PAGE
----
Another consideration is the fluid burden that may be required to treat larger patients who are chronic drinkers. For example, a chronic drinker weighing 150 kilograms would require an IV bolus of 1.5 liters and a maintenance infusion of 300 mL/hr of 10% ethanol.  In these cases, oral administration of 40% ethanol or central IV infusion of more concentrated ethanol may be prudent.

Given similar efficacies of ethanol and fomepizole, coupled with the recent fomepizole shortage, ethanol is an acceptable antidote for toxic alcohols. Fomepizole has historically been the antidote of choice due to its ease of administration. However, ethanol infusion for the treatment of toxic alcohol ingestions is both manageable, effective, and relatively inexpensive. Therefore, it remains a vital treatment regimen with which emergency physicians should maintain familiarity.

Toxic Alcohol Overdose Treatment with IV Ethanol3,6:

10% ethanol in D5W dosing:

                                                                                             Weight (kg)
  5 7 10 20 30 40 50 70 100 125 150
Loading Dose:
(mL/1st hr)*
40-50 56-70 80-100 160-200 240-300 320-400 400-500 560-700 800-1000 1000-1250 1200-1500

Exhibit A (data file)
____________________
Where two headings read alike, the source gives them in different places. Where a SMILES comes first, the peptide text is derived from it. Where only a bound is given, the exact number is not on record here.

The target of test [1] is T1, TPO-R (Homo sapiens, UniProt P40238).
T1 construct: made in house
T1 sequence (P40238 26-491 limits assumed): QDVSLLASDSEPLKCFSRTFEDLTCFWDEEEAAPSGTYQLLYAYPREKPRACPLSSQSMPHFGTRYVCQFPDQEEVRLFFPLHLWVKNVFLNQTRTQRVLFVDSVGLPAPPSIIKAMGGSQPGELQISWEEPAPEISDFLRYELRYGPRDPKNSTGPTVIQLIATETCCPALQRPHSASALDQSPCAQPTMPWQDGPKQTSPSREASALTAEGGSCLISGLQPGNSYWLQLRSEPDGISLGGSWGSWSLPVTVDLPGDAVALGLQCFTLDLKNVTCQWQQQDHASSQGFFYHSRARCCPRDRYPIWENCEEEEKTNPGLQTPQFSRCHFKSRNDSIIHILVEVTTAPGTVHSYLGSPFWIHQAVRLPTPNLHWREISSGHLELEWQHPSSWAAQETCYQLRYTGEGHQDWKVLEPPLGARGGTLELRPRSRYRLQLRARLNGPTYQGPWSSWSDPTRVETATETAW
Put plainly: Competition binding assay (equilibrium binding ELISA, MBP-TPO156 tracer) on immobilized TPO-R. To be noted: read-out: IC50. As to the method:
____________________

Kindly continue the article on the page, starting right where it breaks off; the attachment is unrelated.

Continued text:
4 6 8 17 25 33 42 56 83 104 125
Average drinker (mL/hr) - - - - - 56 70 105 140 175 210
Chronic Drinker (mL/hr) - - - - - 80 100 150 200 250 300

*If a pediatric non-drinking patient, do not exceed 200mL for loading dose.

Dosing derived as follows:
Loading Dose: 8-10mL/kg, given over 1st hour
Maintenance Infusion
        Nondrinker: 0.8mL/kg/hr
        Average drinker: 1.4 mL/kg/hr
        Chronic drinker: 2.0 mL/kg/hr


  1. Wiener, Sage W. "Toxic Alcohols." Goldfrank's Toxicologic Emergencies, 10e. Eds. Robert S. Hoffman, et al. New York, NY: McGraw-Hill, 2015.
  2. Beatty, Lorri, et al. "A systematic review of ethanol and fomepizole use in toxic alcohol ingestions." Emergency medicine international 2013 (2013).
  3. Howland, Mary Ann. "Antidotes in Depth." Goldfrank's Toxicologic Emergencies, 10e. Eds. Robert S. Hoffman, et al. New York, NY: McGraw-Hill, 2015.
  4. Zakharov, Sergey, et al. "Fomepizole versus ethanol in the treatment of acute methanol poisoning: Comparison of clinical effectiveness in a mass poisoning outbreak." Clinical Toxicology ahead-of-print (2015): 1-10.
  5. U.S. Food and Drug Administration. FDA Drug Shortages. Accessed July 18, 2015.
  6. Phelps SJ, Thompson AJ, and Hagemann TM. Ethanol. Pediatric Injectable Drugs (The Teddy Bear Book). 10th ed. Bethesda, MD: ASHP, 2013. ProQuest ebrary. Web. 17 July 2015.


Back to Newsletter

[ Feedback → ]